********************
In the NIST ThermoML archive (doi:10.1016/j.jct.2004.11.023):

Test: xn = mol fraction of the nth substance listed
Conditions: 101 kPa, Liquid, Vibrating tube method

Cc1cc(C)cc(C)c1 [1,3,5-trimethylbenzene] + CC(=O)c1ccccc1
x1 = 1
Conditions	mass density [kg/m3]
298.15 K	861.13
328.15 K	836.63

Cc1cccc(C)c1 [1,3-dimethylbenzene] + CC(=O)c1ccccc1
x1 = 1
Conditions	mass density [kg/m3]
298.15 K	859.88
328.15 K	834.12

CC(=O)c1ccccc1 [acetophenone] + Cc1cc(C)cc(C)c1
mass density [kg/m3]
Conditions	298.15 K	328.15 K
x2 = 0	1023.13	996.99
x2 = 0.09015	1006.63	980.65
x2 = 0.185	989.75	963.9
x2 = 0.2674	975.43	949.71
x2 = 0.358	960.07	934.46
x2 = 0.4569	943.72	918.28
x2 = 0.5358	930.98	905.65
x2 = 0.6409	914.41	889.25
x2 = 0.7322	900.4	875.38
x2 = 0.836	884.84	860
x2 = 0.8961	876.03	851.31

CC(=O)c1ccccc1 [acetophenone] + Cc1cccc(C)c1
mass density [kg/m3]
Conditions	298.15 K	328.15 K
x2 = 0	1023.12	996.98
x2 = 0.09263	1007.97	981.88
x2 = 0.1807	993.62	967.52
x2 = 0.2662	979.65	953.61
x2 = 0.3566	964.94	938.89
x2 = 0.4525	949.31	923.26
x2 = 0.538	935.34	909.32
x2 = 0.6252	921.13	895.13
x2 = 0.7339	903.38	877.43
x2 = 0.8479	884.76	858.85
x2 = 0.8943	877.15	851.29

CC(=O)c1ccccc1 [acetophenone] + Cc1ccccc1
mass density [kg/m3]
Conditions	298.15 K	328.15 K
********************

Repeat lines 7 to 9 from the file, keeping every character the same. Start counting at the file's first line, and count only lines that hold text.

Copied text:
298.15 K	861.13
328.15 K	836.63

Cc1cccc(C)c1 [1,3-dimethylbenzene] + CC(=O)c1ccccc1